Online shopping may seem to be a frivolous pursuit that is also an illegitimate use of time on the job. Yet it is also one more sign of the profound blurring of the once solid boundary between work and home.
We need to remember that for every moment spent shopping at work, we spend many more working at home.
Before we blame those who cyber-shop when they should be working, we need to remember that for every moment spent shopping at work, we spend many more working at home. The rise of cyberspace has left the once strictly separate spheres of earning and care-taking irrevocably intertwined.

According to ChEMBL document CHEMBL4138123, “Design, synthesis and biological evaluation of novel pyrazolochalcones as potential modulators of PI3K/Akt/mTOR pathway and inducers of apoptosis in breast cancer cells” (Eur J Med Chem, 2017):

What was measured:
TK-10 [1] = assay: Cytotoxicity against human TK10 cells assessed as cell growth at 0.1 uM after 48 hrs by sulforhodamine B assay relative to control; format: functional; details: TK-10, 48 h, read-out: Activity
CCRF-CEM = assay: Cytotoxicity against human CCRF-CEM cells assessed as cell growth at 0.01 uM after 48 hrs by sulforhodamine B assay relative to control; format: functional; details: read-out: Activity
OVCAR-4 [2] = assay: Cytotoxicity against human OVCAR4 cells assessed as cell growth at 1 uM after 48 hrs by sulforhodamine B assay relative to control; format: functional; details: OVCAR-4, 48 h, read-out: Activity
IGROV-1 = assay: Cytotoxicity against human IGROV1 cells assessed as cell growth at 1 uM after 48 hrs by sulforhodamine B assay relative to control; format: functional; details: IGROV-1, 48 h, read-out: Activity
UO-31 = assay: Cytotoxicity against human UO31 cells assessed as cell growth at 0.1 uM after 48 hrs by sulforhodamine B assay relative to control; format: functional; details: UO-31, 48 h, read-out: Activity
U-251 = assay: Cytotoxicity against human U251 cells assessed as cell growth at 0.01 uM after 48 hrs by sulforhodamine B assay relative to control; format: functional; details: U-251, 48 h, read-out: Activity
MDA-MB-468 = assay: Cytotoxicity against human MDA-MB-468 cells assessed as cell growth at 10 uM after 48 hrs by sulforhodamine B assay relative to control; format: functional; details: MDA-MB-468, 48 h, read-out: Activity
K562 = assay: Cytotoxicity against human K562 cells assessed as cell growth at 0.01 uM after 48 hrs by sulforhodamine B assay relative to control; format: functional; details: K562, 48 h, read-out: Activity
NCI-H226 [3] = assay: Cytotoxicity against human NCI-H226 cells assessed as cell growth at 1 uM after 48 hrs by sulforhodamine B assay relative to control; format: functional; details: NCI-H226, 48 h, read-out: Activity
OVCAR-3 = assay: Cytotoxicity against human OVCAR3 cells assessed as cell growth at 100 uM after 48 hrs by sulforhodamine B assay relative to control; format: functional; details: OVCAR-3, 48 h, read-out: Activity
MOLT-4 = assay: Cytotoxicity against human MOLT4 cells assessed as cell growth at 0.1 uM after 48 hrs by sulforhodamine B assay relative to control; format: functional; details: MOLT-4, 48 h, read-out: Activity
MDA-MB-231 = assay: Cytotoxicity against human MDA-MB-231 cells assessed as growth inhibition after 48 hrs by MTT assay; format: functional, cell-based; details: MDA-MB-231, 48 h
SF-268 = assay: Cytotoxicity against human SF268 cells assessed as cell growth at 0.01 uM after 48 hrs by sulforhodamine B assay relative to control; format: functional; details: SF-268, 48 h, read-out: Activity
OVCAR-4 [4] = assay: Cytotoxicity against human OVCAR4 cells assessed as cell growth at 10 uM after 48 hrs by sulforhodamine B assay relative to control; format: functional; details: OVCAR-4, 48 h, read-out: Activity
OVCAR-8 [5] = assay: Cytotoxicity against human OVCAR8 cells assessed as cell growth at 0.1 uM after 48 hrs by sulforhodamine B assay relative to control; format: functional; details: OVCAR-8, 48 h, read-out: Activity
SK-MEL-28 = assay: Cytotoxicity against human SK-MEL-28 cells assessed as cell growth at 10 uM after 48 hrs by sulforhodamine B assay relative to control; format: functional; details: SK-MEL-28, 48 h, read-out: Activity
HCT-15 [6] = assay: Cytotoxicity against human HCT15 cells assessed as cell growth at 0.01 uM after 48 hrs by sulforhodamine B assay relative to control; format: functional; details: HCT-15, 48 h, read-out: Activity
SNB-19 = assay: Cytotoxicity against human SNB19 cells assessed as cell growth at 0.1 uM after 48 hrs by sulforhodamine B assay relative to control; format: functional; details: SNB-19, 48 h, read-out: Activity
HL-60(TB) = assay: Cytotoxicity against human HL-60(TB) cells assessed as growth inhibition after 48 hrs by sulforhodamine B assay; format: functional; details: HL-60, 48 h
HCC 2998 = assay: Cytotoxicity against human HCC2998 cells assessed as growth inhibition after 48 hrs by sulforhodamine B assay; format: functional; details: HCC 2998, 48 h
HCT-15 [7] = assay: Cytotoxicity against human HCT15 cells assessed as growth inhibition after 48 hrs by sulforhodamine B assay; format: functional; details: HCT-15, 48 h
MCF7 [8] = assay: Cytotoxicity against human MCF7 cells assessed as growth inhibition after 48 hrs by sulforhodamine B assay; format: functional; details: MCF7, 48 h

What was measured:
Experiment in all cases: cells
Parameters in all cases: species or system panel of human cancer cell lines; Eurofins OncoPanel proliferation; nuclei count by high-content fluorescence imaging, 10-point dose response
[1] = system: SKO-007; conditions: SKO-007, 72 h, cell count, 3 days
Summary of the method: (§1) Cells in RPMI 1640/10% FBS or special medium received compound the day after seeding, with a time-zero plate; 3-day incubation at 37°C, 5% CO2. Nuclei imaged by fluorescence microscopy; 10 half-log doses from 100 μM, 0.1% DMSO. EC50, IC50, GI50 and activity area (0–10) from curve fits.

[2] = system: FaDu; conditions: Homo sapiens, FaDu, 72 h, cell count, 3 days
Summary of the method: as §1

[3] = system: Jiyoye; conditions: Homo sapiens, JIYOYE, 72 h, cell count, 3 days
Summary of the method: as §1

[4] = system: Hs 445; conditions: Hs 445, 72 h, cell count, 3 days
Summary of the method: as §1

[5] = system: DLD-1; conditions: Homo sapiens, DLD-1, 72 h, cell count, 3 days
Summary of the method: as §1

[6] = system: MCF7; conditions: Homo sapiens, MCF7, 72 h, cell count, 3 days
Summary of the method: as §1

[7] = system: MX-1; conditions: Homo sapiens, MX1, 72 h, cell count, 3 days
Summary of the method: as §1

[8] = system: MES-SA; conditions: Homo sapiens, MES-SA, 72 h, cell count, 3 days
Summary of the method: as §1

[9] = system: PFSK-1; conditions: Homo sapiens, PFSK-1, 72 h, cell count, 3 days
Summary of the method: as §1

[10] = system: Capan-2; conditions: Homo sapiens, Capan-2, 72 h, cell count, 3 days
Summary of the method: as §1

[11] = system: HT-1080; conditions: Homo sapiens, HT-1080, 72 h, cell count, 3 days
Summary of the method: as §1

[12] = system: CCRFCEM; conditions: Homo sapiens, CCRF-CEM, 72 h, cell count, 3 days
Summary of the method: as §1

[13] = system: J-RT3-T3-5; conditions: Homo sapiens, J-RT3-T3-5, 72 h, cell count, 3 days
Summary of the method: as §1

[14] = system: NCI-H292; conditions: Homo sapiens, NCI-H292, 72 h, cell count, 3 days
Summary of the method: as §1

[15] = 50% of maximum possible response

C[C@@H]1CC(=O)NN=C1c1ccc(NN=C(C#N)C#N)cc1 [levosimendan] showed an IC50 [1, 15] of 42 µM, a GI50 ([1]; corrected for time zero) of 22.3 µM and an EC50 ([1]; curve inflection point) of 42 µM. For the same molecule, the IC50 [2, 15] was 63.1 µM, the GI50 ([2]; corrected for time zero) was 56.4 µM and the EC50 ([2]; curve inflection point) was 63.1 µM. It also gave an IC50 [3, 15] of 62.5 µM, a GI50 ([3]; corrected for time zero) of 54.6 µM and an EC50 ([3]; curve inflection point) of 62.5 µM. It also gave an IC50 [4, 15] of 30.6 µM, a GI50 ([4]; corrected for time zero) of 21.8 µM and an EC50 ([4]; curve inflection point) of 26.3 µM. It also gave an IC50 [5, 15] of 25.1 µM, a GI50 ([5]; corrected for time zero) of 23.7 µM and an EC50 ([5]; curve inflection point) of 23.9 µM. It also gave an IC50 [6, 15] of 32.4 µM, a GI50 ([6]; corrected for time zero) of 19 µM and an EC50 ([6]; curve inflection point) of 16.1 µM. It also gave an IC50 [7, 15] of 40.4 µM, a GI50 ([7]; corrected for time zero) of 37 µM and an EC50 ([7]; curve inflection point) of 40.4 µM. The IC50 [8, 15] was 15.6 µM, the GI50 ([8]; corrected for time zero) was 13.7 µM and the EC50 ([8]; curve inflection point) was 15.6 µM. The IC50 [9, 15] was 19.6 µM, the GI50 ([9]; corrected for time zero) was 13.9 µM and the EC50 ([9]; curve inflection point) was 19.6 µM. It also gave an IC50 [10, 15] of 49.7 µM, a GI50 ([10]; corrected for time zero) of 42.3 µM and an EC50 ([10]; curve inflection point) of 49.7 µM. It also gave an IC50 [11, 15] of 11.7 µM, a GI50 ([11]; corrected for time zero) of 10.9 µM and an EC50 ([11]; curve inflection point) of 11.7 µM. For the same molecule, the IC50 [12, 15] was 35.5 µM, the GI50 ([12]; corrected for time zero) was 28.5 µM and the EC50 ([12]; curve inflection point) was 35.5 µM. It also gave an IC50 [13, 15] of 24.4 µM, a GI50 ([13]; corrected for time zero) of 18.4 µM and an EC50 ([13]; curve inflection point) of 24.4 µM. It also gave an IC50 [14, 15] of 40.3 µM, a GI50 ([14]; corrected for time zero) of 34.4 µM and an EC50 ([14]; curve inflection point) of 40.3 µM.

Even before the recent recession, families faced increasing pressures to put in more time at work. The vast majority of households now depend either on two earners — often with both working long hours — or one parent who frequently needs to work several time-demanding jobs just to survive. Yet most employers still presume that the job should always come first, and few have recognized the new pressures on families at home.